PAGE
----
Loving your job isn’t always easy. Doing the same things over and over can get boring and tedious. Sometimes it can be hard to think of ways to fall back in love with your role, leaving you to wonder what else might be out there.
Fortunately, there are plenty of ways to embrace the job you have, and even increase your overall happiness.
Focus on what you like
There’s a lot to be said for positive thinking. Make a list of all the things you do like about your job, whether it’s your colleagues, particular kinds of assignment, employee discounts, the location, or even just the pay. Keep these in mind, and the next time you feel like being negative look at the list and remind yourself of all the positives.
By the same token, complaining begets complaining. Try to avoid doing it yourself, or listening to your colleagues grumbling. You’ll end up looking for more things to complain about when you should be spending that time and energy on something else.
Play to your strengths
Think about all the skills you have, and consider how many you’re using at work. Are all of your professional talents being employed? If not, speak to your manager and see if together you can find ways to make use of all of your strengths. Doing something you’re good at and enjoy will improve how you feel about your overall role.
Sign up for professional development
Many people start to hate their job because they feel they’ve become obsolete or have no chance of moving into a higher position. The last thing anyone wants is to be left behind. Keeping up to date with developments in your industry can help you get more desirable assignments, or may even inspire you to come up with some of your own.
Speak with your manager about any development opportunities you come across. RICS offers plenty of training courses to help you in your career.
Get rid of the clutter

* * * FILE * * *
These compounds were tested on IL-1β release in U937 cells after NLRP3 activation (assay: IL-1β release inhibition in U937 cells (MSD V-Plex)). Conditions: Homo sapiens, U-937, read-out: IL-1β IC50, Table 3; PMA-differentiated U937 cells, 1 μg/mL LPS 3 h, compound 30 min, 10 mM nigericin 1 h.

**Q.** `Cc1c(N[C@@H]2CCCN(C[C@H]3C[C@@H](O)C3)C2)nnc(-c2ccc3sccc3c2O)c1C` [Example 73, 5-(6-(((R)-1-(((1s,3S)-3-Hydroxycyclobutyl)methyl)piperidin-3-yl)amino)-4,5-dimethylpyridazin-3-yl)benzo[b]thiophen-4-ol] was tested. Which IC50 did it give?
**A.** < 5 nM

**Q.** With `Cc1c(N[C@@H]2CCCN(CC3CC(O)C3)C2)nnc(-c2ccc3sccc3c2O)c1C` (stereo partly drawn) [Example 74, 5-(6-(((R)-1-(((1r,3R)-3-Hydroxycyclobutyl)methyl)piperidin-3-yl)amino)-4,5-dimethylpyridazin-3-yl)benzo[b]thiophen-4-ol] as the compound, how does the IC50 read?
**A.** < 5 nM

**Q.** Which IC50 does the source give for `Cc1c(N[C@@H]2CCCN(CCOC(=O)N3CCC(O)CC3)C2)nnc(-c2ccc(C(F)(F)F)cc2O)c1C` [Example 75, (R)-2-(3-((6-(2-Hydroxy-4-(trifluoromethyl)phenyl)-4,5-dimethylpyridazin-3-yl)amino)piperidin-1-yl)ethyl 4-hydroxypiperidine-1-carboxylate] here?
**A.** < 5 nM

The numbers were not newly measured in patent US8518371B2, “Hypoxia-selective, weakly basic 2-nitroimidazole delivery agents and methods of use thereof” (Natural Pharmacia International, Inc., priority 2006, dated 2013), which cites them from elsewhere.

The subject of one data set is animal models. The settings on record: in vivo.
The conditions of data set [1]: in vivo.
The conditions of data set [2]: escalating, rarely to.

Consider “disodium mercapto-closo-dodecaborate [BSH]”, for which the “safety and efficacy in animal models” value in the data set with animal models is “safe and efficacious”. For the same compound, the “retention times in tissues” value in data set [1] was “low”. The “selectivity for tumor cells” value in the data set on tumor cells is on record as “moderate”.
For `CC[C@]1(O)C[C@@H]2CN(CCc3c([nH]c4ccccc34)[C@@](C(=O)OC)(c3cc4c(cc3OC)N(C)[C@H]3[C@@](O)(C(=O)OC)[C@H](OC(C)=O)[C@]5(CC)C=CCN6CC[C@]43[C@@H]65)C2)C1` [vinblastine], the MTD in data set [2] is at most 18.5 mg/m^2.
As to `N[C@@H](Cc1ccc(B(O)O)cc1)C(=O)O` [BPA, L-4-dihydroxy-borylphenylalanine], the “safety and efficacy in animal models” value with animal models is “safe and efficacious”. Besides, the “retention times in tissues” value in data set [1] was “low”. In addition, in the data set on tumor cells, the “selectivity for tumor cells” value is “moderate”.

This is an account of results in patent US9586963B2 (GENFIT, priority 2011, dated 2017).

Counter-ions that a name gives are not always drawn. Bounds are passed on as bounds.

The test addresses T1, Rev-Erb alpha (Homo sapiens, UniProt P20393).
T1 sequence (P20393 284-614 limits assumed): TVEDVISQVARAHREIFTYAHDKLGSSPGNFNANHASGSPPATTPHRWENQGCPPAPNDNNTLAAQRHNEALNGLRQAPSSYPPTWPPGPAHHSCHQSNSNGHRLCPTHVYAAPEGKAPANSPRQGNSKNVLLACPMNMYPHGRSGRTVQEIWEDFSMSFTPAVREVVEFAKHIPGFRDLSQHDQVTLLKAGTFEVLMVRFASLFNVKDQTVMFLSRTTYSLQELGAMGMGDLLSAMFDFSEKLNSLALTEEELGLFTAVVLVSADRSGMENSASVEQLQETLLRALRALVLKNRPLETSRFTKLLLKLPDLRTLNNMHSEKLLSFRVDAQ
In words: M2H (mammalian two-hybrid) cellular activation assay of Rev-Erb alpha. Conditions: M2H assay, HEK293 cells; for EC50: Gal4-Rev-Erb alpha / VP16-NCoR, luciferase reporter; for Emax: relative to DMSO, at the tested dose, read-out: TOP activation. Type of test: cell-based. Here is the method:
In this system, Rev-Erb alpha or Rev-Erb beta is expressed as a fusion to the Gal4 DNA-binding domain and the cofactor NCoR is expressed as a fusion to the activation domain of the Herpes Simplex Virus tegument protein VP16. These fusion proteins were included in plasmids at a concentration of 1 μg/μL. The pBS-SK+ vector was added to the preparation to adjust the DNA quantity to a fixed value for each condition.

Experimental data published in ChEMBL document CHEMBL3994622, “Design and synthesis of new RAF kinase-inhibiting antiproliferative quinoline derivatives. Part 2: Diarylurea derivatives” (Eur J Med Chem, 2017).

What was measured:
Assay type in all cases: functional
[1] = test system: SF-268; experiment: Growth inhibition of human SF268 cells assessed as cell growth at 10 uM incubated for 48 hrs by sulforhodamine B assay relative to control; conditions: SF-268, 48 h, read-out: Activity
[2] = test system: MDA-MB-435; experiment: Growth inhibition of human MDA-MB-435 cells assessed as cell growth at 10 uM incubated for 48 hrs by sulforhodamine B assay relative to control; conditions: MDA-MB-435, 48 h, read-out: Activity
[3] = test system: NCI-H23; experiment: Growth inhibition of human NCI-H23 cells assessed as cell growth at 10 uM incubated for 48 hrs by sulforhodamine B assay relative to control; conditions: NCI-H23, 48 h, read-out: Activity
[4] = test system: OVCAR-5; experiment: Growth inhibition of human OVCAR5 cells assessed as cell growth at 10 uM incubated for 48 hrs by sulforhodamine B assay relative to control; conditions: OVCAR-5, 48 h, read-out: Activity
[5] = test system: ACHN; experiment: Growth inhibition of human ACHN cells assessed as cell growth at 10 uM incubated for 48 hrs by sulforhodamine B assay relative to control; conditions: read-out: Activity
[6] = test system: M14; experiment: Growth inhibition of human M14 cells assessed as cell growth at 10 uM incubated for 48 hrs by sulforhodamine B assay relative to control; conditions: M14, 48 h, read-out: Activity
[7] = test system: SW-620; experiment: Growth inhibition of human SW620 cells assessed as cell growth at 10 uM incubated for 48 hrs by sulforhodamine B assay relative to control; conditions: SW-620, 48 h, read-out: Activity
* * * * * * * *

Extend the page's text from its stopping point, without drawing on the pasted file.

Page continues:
Having a pleasant workspace can improve your mood and make you more productive. Take some time each week to clean out your drawers, clear your desk and organise your inbox. The act of getting rid of things can be empowering as it forces you to examine what’s important and what isn’t. It can also act as a reminder of how much you’ve accomplished when you can finally recycle all the paperwork for a completed project.
Saying hello to your colleagues each morning is a simple way to start making friends in the office and gives you something to look forward to. It’s easy enough to introduce yourself to people you see around the office: strike up a conversation, and before you know it you may have a new lunch buddy, or find someone who can help you with that difficult project.
Change your routine
It can be easy to get stuck in a rut at work if you’re constantly doing the same things the same way. Try experimenting with a new approach – even doing things in a different order can make you more engaged. Pick out the tasks you enjoy and figure out why, and see if you can adjust your other assignments to work on them in a similar way. Changing things will keep you engaged and help prevent you from succumbing to boredom.
Volunteer for new duties
While you’re changing the ways you do the same old tasks, do also put yourself forward for new ones. Consider taking a risk by doing something you normally wouldn’t: think of it as an opportunity to gain new skills, or sharpen old ones. As you succeed, you’ll feel even more confident when the next opportunity comes along.